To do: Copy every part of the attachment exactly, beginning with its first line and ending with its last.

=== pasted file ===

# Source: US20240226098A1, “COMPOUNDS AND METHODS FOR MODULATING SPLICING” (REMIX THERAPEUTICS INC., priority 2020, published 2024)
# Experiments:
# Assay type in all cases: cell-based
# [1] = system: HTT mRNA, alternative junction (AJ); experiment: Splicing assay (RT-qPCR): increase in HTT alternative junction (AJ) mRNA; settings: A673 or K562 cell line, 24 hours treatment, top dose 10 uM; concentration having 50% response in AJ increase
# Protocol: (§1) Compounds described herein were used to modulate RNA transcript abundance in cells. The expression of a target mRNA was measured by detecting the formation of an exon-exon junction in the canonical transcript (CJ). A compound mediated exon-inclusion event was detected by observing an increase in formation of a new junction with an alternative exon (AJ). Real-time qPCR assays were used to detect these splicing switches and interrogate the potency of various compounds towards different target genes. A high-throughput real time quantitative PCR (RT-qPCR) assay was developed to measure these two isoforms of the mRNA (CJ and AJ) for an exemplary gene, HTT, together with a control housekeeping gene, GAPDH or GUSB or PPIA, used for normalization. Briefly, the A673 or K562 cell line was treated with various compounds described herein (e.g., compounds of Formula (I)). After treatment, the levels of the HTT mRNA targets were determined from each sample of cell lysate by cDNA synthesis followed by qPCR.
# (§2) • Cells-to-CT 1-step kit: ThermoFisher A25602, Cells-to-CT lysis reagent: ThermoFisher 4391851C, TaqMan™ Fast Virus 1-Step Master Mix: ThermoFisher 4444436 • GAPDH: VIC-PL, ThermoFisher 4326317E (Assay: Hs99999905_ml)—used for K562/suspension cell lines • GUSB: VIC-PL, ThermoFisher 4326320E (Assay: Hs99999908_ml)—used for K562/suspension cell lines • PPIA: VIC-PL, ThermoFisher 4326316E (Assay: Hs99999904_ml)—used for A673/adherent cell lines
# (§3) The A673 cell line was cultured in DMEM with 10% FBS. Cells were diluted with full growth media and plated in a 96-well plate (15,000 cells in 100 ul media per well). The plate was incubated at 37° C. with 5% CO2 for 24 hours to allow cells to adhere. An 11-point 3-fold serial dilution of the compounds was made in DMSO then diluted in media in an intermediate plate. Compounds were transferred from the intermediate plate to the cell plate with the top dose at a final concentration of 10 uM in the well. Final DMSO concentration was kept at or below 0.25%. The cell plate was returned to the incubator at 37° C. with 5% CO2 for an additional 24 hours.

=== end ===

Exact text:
# Source: US20240226098A1, “COMPOUNDS AND METHODS FOR MODULATING SPLICING” (REMIX THERAPEUTICS INC., priority 2020, published 2024)
# Experiments:
# Assay type in all cases: cell-based
# [1] = system: HTT mRNA, alternative junction (AJ); experiment: Splicing assay (RT-qPCR): increase in HTT alternative junction (AJ) mRNA; settings: A673 or K562 cell line, 24 hours treatment, top dose 10 uM; concentration having 50% response in AJ increase
# Protocol: (§1) Compounds described herein were used to modulate RNA transcript abundance in cells. The expression of a target mRNA was measured by detecting the formation of an exon-exon junction in the canonical transcript (CJ). A compound mediated exon-inclusion event was detected by observing an increase in formation of a new junction with an alternative exon (AJ). Real-time qPCR assays were used to detect these splicing switches and interrogate the potency of various compounds towards different target genes. A high-throughput real time quantitative PCR (RT-qPCR) assay was developed to measure these two isoforms of the mRNA (CJ and AJ) for an exemplary gene, HTT, together with a control housekeeping gene, GAPDH or GUSB or PPIA, used for normalization. Briefly, the A673 or K562 cell line was treated with various compounds described herein (e.g., compounds of Formula (I)). After treatment, the levels of the HTT mRNA targets were determined from each sample of cell lysate by cDNA synthesis followed by qPCR.
# (§2) • Cells-to-CT 1-step kit: ThermoFisher A25602, Cells-to-CT lysis reagent: ThermoFisher 4391851C, TaqMan™ Fast Virus 1-Step Master Mix: ThermoFisher 4444436 • GAPDH: VIC-PL, ThermoFisher 4326317E (Assay: Hs99999905_ml)—used for K562/suspension cell lines • GUSB: VIC-PL, ThermoFisher 4326320E (Assay: Hs99999908_ml)—used for K562/suspension cell lines • PPIA: VIC-PL, ThermoFisher 4326316E (Assay: Hs99999904_ml)—used for A673/adherent cell lines
# (§3) The A673 cell line was cultured in DMEM with 10% FBS. Cells were diluted with full growth media and plated in a 96-well plate (15,000 cells in 100 ul media per well). The plate was incubated at 37° C. with 5% CO2 for 24 hours to allow cells to adhere. An 11-point 3-fold serial dilution of the compounds was made in DMSO then diluted in media in an intermediate plate. Compounds were transferred from the intermediate plate to the cell plate with the top dose at a final concentration of 10 uM in the well. Final DMSO concentration was kept at or below 0.25%. The cell plate was returned to the incubator at 37° C. with 5% CO2 for an additional 24 hours.